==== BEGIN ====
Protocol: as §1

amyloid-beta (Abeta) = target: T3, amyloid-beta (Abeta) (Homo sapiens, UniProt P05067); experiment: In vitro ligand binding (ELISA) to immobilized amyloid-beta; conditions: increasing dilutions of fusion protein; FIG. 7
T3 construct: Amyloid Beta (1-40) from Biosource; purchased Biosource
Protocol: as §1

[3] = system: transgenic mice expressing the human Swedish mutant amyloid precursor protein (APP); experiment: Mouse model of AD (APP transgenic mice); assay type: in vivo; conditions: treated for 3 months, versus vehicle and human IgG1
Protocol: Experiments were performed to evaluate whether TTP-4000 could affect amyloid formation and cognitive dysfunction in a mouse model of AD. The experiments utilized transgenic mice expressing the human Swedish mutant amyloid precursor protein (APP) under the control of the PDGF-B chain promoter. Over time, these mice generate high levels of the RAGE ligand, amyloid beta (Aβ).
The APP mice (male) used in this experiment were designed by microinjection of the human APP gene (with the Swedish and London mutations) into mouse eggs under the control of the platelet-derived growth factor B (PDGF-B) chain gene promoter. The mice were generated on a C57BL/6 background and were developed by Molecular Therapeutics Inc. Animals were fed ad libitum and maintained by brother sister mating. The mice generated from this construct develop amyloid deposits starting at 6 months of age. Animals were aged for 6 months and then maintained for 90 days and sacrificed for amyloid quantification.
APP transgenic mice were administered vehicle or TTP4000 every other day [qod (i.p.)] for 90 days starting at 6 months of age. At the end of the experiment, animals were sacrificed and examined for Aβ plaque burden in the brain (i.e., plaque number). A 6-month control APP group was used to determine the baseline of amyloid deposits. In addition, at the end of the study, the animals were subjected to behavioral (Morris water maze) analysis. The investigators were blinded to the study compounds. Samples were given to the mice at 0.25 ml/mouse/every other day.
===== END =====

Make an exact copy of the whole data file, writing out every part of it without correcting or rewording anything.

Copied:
Protocol: as §1

amyloid-beta (Abeta) = target: T3, amyloid-beta (Abeta) (Homo sapiens, UniProt P05067); experiment: In vitro ligand binding (ELISA) to immobilized amyloid-beta; conditions: increasing dilutions of fusion protein; FIG. 7
T3 construct: Amyloid Beta (1-40) from Biosource; purchased Biosource
Protocol: as §1

[3] = system: transgenic mice expressing the human Swedish mutant amyloid precursor protein (APP); experiment: Mouse model of AD (APP transgenic mice); assay type: in vivo; conditions: treated for 3 months, versus vehicle and human IgG1
Protocol: Experiments were performed to evaluate whether TTP-4000 could affect amyloid formation and cognitive dysfunction in a mouse model of AD. The experiments utilized transgenic mice expressing the human Swedish mutant amyloid precursor protein (APP) under the control of the PDGF-B chain promoter. Over time, these mice generate high levels of the RAGE ligand, amyloid beta (Aβ).
The APP mice (male) used in this experiment were designed by microinjection of the human APP gene (with the Swedish and London mutations) into mouse eggs under the control of the platelet-derived growth factor B (PDGF-B) chain gene promoter. The mice were generated on a C57BL/6 background and were developed by Molecular Therapeutics Inc. Animals were fed ad libitum and maintained by brother sister mating. The mice generated from this construct develop amyloid deposits starting at 6 months of age. Animals were aged for 6 months and then maintained for 90 days and sacrificed for amyloid quantification.
APP transgenic mice were administered vehicle or TTP4000 every other day [qod (i.p.)] for 90 days starting at 6 months of age. At the end of the experiment, animals were sacrificed and examined for Aβ plaque burden in the brain (i.e., plaque number). A 6-month control APP group was used to determine the baseline of amyloid deposits. In addition, at the end of the study, the animals were subjected to behavioral (Morris water maze) analysis. The investigators were blinded to the study compounds. Samples were given to the mice at 0.25 ml/mouse/every other day.